Automation and Inequality in Wealth Management
73 Pages Posted: 28 Jan 2020 Last revised: 8 Oct 2021
Date Written: September 1, 2021
We examine how access to automated wealth managers affects households’ investment in financial markets and welfare across the wealth distribution. Our setting features novel microdata from a major U.S. robo advisor and a quasi-experiment in which the advisor reduces its account minimum by 90%. Based on a difference-in-difference estimator, the reduction increases middle-class households’ participation by 110% but does not affect wealthier or poorer households. We rationalize this behavior with a life cycle model calibrated using portfolio-level data. Our calibration suggests that the reduction significantly raises middle-class households’ welfare, and 65% of this gain reflects improved diversification.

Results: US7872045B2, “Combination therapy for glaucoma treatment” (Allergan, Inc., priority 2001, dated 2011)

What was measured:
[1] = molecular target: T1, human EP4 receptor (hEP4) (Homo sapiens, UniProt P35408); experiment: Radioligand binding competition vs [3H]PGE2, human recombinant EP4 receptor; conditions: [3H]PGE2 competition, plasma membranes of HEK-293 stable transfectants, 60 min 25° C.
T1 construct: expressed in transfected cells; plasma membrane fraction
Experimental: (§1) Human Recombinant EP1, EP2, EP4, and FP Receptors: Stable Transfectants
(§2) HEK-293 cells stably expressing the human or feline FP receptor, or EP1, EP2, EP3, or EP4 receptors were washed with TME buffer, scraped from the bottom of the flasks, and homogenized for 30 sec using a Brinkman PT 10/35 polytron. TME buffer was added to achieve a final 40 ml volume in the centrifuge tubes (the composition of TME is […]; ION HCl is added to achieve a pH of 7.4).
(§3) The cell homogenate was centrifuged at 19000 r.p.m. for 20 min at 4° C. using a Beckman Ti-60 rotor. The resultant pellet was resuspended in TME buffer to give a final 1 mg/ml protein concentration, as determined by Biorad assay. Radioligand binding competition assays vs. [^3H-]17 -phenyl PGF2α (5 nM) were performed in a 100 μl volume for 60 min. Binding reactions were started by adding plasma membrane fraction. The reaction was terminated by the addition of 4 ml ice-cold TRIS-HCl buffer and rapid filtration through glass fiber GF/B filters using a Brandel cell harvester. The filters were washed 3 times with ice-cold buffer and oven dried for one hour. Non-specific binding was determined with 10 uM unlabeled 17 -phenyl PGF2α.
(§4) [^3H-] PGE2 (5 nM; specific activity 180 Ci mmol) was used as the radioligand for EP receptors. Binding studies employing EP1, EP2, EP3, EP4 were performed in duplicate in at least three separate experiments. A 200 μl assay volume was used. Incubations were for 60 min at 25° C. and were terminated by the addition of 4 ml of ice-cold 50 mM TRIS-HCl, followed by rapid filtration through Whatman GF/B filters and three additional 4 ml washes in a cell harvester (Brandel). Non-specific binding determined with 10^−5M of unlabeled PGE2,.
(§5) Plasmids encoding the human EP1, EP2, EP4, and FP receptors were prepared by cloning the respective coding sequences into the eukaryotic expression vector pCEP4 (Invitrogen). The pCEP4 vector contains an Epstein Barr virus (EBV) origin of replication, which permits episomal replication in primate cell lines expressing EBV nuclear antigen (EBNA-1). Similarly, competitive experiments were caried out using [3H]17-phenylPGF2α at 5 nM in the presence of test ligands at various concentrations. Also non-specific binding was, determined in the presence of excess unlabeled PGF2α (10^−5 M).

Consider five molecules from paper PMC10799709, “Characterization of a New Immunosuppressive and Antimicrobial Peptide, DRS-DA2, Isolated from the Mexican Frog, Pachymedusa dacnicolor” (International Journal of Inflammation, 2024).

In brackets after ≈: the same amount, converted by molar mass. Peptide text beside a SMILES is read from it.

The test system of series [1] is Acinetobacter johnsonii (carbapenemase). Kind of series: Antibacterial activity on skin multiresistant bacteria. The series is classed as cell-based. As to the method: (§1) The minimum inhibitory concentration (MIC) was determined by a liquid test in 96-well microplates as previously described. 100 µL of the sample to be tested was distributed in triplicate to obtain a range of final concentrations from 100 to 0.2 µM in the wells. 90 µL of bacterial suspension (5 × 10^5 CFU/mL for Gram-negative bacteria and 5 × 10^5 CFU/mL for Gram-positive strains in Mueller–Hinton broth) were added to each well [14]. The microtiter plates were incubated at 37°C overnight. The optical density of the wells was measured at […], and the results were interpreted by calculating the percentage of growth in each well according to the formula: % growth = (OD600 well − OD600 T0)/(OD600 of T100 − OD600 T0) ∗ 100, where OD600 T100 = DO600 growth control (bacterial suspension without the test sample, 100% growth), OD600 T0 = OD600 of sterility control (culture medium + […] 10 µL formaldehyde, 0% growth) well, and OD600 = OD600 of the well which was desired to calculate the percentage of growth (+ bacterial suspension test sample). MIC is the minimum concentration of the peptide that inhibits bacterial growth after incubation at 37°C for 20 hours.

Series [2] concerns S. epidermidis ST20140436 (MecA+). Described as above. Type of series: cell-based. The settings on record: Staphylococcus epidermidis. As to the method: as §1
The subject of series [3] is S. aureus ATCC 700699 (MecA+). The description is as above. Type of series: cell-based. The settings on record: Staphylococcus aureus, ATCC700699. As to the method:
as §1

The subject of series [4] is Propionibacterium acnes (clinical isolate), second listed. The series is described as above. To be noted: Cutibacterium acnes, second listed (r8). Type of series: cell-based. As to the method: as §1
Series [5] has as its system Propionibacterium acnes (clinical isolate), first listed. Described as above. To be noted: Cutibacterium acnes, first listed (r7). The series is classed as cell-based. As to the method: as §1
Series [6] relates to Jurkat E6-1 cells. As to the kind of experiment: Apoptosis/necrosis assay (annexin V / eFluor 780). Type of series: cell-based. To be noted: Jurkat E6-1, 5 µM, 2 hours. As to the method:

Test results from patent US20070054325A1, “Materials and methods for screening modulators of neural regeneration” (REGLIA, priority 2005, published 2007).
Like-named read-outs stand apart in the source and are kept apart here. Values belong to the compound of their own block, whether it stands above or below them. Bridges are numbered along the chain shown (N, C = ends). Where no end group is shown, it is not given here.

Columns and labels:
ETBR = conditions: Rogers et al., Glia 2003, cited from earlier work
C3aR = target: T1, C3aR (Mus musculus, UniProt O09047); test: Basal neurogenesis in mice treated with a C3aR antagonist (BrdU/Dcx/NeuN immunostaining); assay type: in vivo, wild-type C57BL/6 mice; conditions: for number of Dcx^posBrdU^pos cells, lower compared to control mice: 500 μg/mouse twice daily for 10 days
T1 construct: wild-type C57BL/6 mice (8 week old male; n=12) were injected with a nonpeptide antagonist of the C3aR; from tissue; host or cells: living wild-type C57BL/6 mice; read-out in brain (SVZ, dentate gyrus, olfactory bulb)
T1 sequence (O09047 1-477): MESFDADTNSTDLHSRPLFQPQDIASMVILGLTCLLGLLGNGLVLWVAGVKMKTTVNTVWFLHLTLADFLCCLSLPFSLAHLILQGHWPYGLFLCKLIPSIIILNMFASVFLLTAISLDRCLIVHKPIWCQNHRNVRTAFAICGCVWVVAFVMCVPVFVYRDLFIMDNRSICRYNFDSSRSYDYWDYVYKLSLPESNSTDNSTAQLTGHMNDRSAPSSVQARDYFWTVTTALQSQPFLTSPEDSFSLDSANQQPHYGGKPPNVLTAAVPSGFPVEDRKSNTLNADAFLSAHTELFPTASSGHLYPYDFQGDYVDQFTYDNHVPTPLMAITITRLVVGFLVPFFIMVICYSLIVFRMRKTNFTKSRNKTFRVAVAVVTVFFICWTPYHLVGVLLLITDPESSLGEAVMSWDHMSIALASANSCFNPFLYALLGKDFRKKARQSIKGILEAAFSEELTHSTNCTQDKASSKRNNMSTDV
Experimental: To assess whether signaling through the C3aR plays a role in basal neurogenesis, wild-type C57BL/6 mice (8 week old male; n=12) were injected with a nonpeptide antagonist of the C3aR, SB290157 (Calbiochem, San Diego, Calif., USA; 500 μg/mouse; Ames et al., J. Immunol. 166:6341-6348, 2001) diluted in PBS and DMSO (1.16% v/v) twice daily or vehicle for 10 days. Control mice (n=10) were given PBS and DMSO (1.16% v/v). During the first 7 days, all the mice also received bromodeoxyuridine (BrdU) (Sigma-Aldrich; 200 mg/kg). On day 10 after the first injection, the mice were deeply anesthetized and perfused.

Keywords: FinTech, Financial Advice, Portfolio Delegation, Inequality
JEL Classification: G11, G24, D3, O3
Suggested Citation: Suggested Citation